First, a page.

Once it receives the initial report, the workers’ compensation team begins investigating how the injury occurred and working with adjusters and care providers to begin the treatment process. By communicating with doctors at the beginning of a claim, the workers’ comp team can help ensure workers receive appropriate treatment for their injuries and job functions.
“We feel that immediate involvement in claims is a plus and a necessity,” Nuelk said. “We’re able to communicate with doctors before they even evaluate the employees so that they know the full details of the situation.”
All of the information the workers’ compensation team gathers during its initial investigation and communications is then shared with Johnson Controls’ third-party claim administrator, Sedgwick.
“Better information makes for better decisions, ultimately creating great results. The detail in the initial claimant notification from the Johnson Controls workers’ compensation managers sets into motion subsequent decisions for obtaining medical histories, looking for past claims on index reports and developing a custom statement questionnaire based upon the detailed circumstances of the accident as provided,” said Bobby Holden, vice president of client services with Sedgwick.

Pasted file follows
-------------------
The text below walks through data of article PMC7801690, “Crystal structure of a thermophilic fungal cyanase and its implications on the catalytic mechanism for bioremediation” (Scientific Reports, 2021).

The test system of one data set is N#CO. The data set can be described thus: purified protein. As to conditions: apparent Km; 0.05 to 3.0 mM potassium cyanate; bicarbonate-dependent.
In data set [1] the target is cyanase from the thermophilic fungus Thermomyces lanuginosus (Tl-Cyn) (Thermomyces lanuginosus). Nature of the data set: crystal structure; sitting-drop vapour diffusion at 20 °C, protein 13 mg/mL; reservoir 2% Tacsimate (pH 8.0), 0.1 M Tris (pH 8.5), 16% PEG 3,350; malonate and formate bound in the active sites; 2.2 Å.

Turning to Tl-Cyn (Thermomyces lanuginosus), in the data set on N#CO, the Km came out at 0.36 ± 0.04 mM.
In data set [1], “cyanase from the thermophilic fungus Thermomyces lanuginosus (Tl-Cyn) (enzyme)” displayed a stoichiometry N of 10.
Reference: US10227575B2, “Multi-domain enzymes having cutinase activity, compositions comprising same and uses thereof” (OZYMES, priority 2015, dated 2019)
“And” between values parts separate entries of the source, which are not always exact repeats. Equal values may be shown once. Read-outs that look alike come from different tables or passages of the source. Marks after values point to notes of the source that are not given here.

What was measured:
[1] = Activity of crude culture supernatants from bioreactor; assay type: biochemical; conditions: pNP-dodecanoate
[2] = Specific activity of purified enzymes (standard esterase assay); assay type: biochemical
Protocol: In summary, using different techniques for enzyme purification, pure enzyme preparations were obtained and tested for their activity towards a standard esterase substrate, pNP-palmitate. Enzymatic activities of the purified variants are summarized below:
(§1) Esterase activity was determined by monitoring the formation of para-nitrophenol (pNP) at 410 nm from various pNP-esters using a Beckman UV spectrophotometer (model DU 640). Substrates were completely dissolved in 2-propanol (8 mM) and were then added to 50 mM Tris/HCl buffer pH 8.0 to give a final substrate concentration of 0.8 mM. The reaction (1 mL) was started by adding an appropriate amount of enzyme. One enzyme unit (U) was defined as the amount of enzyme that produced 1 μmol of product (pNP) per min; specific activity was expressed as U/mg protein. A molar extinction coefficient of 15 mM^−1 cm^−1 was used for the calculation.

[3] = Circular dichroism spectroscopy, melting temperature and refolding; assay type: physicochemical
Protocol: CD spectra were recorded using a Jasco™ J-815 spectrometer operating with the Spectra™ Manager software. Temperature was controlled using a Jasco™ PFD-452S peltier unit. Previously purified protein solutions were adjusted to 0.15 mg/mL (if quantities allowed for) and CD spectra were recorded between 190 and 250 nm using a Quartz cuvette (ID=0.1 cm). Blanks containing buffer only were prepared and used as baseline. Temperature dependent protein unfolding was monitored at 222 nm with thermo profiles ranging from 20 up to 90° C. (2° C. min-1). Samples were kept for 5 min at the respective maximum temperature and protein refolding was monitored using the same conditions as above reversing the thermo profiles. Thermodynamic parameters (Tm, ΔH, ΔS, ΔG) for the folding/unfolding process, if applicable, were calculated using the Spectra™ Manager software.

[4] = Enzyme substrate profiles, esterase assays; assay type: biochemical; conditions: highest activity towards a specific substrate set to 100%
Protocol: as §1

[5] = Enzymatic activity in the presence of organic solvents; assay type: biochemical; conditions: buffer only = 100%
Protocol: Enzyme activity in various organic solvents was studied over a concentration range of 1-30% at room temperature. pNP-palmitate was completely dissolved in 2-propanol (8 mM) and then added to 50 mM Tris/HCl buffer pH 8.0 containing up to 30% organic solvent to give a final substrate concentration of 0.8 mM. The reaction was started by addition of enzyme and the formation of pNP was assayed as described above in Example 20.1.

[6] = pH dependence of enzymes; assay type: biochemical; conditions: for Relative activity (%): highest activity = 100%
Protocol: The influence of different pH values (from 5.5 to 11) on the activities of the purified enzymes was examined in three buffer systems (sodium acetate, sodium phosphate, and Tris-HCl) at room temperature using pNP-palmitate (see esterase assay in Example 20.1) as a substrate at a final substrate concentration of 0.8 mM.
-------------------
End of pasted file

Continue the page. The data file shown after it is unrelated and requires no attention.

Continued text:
“For most other claims in the industry,” Holden added, “the adjuster must obtain all that initial information before they can start thinking about the questions that need to be asked. Johnson Controls wants to provide the information to the adjuster, get out of the way and let them work their magic.”
Throughout this process, a 24/7 voice-to-voice communication line exists for adjusters and injured workers.
Employees who have a question about their claim can speak to a dedicated adjuster who has the jurisdictional expertise needed to guide them through the process, offering critical support when an injured worker may be feeling anxious.
This system is supported by a robust text notification system that alerts workers to when an adjuster will call them and what documents they may need for that conversation.